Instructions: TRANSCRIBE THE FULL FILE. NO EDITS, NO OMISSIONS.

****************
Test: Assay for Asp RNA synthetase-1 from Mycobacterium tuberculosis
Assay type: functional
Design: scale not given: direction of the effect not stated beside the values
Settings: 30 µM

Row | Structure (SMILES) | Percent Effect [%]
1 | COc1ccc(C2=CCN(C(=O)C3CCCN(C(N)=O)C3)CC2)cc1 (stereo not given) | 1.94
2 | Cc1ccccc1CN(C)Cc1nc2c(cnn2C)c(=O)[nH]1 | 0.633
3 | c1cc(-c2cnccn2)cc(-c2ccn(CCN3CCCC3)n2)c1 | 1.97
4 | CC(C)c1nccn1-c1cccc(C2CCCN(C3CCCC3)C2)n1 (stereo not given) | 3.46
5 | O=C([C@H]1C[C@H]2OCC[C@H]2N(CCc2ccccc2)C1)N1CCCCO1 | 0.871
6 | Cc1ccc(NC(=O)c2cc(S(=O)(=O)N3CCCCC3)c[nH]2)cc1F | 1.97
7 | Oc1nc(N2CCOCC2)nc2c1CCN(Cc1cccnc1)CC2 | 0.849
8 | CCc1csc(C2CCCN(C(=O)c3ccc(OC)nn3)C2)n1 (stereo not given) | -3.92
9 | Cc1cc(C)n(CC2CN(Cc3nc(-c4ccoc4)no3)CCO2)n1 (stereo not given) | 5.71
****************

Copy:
Test: Assay for Asp RNA synthetase-1 from Mycobacterium tuberculosis
Assay type: functional
Design: scale not given: direction of the effect not stated beside the values
Settings: 30 µM

Row | Structure (SMILES) | Percent Effect [%]
1 | COc1ccc(C2=CCN(C(=O)C3CCCN(C(N)=O)C3)CC2)cc1 (stereo not given) | 1.94
2 | Cc1ccccc1CN(C)Cc1nc2c(cnn2C)c(=O)[nH]1 | 0.633
3 | c1cc(-c2cnccn2)cc(-c2ccn(CCN3CCCC3)n2)c1 | 1.97
4 | CC(C)c1nccn1-c1cccc(C2CCCN(C3CCCC3)C2)n1 (stereo not given) | 3.46
5 | O=C([C@H]1C[C@H]2OCC[C@H]2N(CCc2ccccc2)C1)N1CCCCO1 | 0.871
6 | Cc1ccc(NC(=O)c2cc(S(=O)(=O)N3CCCCC3)c[nH]2)cc1F | 1.97
7 | Oc1nc(N2CCOCC2)nc2c1CCN(Cc1cccnc1)CC2 | 0.849
8 | CCc1csc(C2CCCN(C(=O)c3ccc(OC)nn3)C2)n1 (stereo not given) | -3.92
9 | Cc1cc(C)n(CC2CN(Cc3nc(-c4ccoc4)no3)CCO2)n1 (stereo not given) | 5.71